1) Exudative (inflamatory): damage to the
alveolar epithelium and vascular endothelium
→ leakage of water, protein, inflammatory
and red blood cells into the interstitium and
Alveolar Type 1 cell → Hyaline membrane
Alveolar Type 2 cell → Alveolar collapse
2) Proliferative :
Type 2 cells proliferate with some epithelial
cell regeneration, fibroblastic reaction, and
3) Irreversible fibrotic phase : occasionally,
collagen deposition in alveolar, vascular
and interstitial beds with development of
9. ACUTE PHASE OF ARDS
Type I cell
10. Most common causes ARDS
ARDSnet NEJM 2000:342:1301-8.
13. Diagnostic Tests
An arterial blood gas test. This blood test shows the oxygen
level in your blood. A low level of oxygen in the blood may be a
sign of ARDS.
Chest x ray. This test is used to take a picture of your lungs. It
can show whether you have extra fluid in your lungs.
Blood tests, such as a complete blood count, blood chemistries,
and blood cultures. These tests help find the cause of ARDS,
such as an infection.
Sputum cultures. This test looks at the spit you've coughed up
from your lungs. It can help find the cause of an infection.
Computed tomography or CT, scan. This test uses a computer
to take detailed pictures of your lungs. It may show lung
problems, such as fluid in the lungs, signs of pneumonia, or a
Antiinflammatory therapies : Corticosteroids,
Neutrophil elastase inhibitors, Arachidonic acid
Nowaday, the new points are based on
clinical evidences, we should give
corticosteroid in the fibroproliferative phase
of ARDS, 7-14 days, without evidence of
16. Nursing Management:
1. Administer prescribed medications, such as antibiotics, cardiac
medications, bronchodilators,mucolytics, corticosteroids and
diuretics as ordered.
2. Monitor fluid balance by intake and output measurement, daily
3. Perform chest physiotherapy and suctioning to remove mucus. Teach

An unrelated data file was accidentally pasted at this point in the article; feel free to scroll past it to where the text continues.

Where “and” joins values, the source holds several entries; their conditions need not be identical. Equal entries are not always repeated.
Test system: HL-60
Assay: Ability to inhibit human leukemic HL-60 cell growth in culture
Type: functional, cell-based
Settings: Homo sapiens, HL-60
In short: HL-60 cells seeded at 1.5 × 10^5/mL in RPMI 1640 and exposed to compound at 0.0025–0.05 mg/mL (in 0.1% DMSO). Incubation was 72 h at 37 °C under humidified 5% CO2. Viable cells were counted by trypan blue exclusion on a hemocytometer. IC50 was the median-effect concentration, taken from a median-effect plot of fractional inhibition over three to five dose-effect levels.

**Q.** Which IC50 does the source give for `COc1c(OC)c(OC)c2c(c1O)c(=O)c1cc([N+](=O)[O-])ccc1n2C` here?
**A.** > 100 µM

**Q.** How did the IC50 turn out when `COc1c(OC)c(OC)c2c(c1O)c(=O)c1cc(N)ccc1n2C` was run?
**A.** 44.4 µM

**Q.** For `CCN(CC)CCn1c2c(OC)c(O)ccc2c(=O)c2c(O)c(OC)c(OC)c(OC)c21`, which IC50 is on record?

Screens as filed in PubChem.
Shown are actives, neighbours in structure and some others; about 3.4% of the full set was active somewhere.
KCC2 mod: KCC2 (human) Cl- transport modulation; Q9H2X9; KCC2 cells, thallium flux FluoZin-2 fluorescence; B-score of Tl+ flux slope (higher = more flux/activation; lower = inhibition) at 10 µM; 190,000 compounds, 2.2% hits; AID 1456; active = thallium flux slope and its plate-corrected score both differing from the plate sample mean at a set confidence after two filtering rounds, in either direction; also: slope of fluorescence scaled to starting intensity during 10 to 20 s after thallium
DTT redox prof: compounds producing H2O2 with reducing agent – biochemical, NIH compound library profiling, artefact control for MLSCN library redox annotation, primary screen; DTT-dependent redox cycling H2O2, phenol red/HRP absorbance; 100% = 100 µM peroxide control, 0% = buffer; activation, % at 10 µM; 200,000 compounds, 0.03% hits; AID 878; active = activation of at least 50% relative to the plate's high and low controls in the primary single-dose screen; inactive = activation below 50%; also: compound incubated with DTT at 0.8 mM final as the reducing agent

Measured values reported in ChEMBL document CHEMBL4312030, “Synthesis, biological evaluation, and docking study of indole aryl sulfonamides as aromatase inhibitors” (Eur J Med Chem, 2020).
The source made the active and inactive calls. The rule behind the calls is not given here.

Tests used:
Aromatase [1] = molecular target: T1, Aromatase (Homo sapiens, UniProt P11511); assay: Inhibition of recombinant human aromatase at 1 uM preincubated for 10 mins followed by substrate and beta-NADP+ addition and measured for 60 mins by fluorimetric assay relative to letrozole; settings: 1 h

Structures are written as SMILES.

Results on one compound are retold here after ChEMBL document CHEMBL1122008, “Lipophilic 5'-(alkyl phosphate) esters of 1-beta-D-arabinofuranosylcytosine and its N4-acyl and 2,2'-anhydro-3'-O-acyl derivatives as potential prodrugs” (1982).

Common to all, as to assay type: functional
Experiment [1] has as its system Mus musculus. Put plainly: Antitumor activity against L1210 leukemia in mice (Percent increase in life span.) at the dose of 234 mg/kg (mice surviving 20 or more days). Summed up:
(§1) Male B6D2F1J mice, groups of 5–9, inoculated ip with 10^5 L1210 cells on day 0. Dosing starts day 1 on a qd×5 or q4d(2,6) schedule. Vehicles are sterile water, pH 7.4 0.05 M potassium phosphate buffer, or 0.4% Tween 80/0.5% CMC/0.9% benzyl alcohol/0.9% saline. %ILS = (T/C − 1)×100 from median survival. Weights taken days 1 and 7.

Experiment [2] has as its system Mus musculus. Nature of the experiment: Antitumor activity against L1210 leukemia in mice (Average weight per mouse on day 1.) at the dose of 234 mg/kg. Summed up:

slow, pursed lip breathing to reduce airway obstruction.
4. If the patient becomes increasingly lethargic, can not cough or
expectorate secretions, can not cooperate with therapy, or if PH falls
below 7.30, despite use of the above therapy, report and prepare to
assist with intubation and initiation of mechanical ventilation.
18. 5. Improving breathing pattern
a. Encourage breathing, coughing exercises.
b. Use pursed- lip breathing at intervals and during periods of
6. Improving gas exchange
a. Check ABG’s.
b. Administer oxygen.
c. Inspiratory muscle training.
7. Improving nutrition.
a. Encourage frequent small meals if pt. is dyspneic.
b. Avoid foods producing gas and abdominal discomfort.
c. Monitor body weight.
19. Nursing Management:
8. Increasing activity tolerance.
a. Encourage pt. to carry out regular exercise program.
b. Encourage use of portable oxygen system for
ambulation for patient’s with hypoxemia.
9. Instruct the pt. do not do activities that increase venous
stasis such as crossing legs, sitting or standing for long
periods. Instruct pt. to elevate the legs above the level
ARDS is a clinical syndrome characterized by
severe, acute lung injury, inflammation and
Significant cause of ICU admissions, mortality
Caused by either direct or indirect lung injury
Mechanical ventilation with low tidal volumes and
plateau pressures improves outcomes
So far, no pharmacologic therapies have
demonstrated mortality benefit.
There is no really specific therapy for ARDS.
1. Potter PA, Perry AG. Fundamentals of
nursing. 6th ed. St.Louis: Elsevier
2. New Management strategies in ARDS.
Editor Levy MM. Critical Care Clinics,